For most people, there is no such thing as too much bacon. Yet, we have a potential pork problem on our hands.
By the end of September, more than 40 million pounds of pork bellies were being stored in refrigerated warehouses. You would have to dial the clock back nearly 50 years ago to 1971 to find the last time America had such a significant bacon surplus in one month.
Think about it this way: The last time this much bacon was chilling in the fridge, Richard Nixon was president and the voting age had just been lowered to 18.
Despite bacon reserves building up to record-highs, it may not last. Due to African swine fever decimating its pig population, China’s demand for this breakfast staple is expected to increase. In fact, bacon exports to China and Mexico are at an all-time high. Interestingly, rather than purchasing individual cuts of pork, China prefers to buy hog carcasses and process them within its own country.
However, China’s unique demand for carcasses rather than processed bacon could prove problematic, one expert told Bloomberg. According to Dennis Smith, senior account executive at Archer Financial Services Inc.,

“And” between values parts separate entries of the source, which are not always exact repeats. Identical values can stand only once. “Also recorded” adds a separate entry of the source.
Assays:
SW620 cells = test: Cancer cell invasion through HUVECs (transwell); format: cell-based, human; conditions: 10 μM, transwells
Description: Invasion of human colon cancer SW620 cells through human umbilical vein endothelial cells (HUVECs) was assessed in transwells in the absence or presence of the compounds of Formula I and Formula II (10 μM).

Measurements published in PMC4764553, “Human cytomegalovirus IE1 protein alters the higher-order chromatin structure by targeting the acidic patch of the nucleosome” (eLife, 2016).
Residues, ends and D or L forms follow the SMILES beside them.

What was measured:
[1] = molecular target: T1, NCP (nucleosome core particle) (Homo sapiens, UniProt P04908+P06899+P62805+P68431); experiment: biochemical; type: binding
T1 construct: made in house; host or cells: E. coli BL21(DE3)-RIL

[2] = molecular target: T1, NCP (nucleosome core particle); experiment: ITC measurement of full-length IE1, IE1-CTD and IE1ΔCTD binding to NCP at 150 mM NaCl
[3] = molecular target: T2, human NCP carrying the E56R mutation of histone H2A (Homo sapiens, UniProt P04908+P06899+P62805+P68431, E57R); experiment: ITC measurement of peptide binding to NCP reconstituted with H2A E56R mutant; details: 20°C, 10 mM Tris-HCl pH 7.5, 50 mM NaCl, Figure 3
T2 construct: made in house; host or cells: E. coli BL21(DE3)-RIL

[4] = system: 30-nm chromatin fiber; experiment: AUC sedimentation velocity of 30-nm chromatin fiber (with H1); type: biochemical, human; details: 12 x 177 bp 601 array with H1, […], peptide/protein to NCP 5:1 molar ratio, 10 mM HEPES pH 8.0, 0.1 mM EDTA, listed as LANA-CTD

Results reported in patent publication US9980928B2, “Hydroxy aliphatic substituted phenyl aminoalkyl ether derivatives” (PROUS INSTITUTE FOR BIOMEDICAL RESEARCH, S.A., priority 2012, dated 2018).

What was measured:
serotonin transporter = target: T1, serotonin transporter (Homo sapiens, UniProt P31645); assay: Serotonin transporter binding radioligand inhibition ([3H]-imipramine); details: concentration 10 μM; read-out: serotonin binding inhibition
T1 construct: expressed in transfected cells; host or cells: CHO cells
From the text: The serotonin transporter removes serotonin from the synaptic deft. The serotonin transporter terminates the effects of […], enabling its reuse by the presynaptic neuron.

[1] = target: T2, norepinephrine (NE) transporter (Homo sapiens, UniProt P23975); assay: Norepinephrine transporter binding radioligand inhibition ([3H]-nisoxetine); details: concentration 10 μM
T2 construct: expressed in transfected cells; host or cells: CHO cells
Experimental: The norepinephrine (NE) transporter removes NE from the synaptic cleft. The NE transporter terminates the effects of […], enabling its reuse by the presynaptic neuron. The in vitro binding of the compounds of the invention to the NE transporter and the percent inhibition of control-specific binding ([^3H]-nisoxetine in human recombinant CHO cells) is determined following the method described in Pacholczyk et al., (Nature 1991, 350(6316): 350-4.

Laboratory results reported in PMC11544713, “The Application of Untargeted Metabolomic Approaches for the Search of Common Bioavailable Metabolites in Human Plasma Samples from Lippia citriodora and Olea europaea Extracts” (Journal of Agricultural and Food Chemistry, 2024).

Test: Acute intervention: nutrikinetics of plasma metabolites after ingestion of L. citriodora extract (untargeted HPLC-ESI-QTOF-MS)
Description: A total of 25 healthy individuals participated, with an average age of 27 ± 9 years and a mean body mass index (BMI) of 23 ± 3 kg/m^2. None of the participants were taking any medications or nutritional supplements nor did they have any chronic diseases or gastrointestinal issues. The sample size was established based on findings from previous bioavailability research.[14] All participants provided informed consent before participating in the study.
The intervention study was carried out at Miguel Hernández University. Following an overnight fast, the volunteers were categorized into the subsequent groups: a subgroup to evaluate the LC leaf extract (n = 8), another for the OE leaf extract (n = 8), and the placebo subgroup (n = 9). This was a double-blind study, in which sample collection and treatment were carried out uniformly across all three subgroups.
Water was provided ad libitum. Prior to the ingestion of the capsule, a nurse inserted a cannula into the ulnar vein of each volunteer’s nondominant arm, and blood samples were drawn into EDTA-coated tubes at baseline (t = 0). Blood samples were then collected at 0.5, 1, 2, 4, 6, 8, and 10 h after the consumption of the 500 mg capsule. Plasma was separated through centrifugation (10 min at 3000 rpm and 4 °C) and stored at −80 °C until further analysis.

“The theory is, if we continue to export split carcasses to China, it’ll [eventually] create a belly shortage.”
This simple case of supply and demand could eventually lead to increased bacon prices worldwide. This volatile mix of present and potential future problems surrounding our favorite pork product certainly doesn’t sound appetizing.
On one hand, there is a massive surplus of bacon. Yet in the future, the demand from China could result in a potential shortage and a corresponding price jump.
So whether you enjoy crunching on crispy bacon strips at breakfast or venture into the candied bacon realm with dessert, consider yourself lucky…for now.